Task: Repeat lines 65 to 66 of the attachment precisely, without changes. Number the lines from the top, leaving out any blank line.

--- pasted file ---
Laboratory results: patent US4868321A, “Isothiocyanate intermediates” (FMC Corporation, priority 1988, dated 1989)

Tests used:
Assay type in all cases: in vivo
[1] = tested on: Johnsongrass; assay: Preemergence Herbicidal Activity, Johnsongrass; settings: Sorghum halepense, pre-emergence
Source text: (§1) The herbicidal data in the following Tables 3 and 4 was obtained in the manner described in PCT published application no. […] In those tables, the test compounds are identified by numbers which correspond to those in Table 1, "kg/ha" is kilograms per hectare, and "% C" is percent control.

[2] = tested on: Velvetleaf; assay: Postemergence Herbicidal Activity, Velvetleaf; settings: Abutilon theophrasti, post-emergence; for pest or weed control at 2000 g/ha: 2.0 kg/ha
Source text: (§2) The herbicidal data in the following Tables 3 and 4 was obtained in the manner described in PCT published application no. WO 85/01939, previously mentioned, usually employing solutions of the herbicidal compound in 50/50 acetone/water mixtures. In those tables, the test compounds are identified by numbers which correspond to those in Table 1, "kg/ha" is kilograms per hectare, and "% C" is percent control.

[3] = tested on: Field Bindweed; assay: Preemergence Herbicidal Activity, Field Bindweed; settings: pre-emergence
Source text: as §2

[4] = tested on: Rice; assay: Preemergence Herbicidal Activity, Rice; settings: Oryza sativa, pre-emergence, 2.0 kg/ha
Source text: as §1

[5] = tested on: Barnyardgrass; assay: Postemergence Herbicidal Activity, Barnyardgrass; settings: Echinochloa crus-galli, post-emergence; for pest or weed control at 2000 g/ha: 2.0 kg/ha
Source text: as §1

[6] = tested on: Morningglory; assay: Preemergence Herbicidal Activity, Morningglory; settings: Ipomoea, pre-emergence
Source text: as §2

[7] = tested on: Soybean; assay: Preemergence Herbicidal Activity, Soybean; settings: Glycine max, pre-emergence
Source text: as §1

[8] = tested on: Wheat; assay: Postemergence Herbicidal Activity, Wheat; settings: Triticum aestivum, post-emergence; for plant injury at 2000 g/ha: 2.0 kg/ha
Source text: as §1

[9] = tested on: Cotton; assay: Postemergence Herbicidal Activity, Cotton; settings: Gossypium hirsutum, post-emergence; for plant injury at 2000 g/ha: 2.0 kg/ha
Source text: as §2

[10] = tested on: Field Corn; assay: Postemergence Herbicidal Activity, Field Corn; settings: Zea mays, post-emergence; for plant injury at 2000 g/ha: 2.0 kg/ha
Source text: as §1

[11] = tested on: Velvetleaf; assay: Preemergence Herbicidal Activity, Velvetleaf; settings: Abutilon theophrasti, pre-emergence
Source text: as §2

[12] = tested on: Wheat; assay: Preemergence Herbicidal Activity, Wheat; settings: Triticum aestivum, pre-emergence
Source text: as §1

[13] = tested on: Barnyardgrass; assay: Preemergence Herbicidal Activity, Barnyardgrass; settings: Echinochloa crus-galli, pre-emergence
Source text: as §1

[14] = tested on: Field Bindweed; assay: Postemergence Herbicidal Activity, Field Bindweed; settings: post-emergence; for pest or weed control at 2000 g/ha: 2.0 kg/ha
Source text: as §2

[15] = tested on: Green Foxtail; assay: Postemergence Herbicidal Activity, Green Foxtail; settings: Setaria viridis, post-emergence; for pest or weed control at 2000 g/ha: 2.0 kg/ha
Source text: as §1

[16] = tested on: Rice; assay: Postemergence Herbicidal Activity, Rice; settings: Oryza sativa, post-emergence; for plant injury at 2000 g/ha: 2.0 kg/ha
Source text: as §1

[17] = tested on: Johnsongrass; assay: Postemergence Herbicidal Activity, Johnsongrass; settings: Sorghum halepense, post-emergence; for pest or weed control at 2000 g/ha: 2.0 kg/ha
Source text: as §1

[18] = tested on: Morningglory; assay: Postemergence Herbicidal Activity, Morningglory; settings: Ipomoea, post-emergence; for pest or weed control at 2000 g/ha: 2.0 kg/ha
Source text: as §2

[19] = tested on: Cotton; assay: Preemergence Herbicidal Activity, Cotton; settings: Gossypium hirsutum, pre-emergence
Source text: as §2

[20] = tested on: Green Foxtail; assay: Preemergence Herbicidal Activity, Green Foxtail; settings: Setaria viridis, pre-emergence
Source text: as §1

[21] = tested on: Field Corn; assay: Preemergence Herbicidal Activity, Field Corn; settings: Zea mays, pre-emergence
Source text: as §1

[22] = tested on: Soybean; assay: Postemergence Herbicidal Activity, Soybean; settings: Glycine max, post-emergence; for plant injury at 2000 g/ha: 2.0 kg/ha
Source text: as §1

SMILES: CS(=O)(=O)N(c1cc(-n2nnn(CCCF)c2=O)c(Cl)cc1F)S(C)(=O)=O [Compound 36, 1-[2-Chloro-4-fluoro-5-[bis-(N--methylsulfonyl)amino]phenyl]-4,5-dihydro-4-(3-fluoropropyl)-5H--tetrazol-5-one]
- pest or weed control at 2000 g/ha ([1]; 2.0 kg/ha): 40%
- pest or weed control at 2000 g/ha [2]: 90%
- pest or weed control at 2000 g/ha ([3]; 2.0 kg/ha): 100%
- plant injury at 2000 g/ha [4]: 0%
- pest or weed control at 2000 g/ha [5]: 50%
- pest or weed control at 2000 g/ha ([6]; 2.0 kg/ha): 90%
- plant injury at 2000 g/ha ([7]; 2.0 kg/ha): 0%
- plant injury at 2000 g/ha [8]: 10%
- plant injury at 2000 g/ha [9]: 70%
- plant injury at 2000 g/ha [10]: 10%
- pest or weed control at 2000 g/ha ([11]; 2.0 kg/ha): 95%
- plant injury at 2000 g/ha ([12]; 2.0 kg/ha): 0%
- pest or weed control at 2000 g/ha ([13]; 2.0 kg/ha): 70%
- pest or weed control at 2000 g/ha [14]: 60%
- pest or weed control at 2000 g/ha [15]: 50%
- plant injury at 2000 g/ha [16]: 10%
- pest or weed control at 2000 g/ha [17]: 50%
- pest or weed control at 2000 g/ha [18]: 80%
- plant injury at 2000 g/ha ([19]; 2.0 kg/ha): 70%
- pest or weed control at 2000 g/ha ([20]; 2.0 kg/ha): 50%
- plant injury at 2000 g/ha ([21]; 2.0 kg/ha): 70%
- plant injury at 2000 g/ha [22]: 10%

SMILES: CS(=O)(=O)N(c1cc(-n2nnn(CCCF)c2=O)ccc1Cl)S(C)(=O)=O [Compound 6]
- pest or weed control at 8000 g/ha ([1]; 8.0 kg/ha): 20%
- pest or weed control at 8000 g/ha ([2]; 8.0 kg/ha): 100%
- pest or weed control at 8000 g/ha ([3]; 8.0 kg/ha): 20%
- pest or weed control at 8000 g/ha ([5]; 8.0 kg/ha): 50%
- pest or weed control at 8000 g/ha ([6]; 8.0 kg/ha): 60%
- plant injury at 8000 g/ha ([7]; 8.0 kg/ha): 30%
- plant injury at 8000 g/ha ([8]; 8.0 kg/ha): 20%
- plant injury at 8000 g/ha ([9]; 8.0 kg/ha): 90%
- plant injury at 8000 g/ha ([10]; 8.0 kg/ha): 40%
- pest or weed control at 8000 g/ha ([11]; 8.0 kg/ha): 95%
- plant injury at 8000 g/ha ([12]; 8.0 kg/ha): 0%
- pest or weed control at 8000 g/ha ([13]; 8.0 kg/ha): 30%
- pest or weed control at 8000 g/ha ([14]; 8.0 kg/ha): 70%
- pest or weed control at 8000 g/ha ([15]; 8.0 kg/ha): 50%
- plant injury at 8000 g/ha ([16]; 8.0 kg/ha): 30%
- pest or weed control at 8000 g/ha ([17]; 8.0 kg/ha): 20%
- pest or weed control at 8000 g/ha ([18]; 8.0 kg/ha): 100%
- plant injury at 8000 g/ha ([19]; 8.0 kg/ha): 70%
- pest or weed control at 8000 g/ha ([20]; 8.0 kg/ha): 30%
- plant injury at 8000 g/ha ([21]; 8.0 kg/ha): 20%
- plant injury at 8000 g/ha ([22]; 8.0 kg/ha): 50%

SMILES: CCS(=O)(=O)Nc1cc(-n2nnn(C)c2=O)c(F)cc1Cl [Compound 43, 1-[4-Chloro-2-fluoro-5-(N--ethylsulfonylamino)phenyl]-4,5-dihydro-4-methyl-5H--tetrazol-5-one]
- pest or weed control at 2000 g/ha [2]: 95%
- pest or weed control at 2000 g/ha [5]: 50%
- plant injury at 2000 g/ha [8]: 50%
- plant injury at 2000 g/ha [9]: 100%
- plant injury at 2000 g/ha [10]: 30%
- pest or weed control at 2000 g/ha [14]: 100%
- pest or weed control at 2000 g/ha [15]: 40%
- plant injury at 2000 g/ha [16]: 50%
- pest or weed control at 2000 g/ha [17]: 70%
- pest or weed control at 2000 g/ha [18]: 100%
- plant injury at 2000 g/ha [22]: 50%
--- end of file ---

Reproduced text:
- pest or weed control at 2000 g/ha [17]: 50%
- pest or weed control at 2000 g/ha [18]: 80%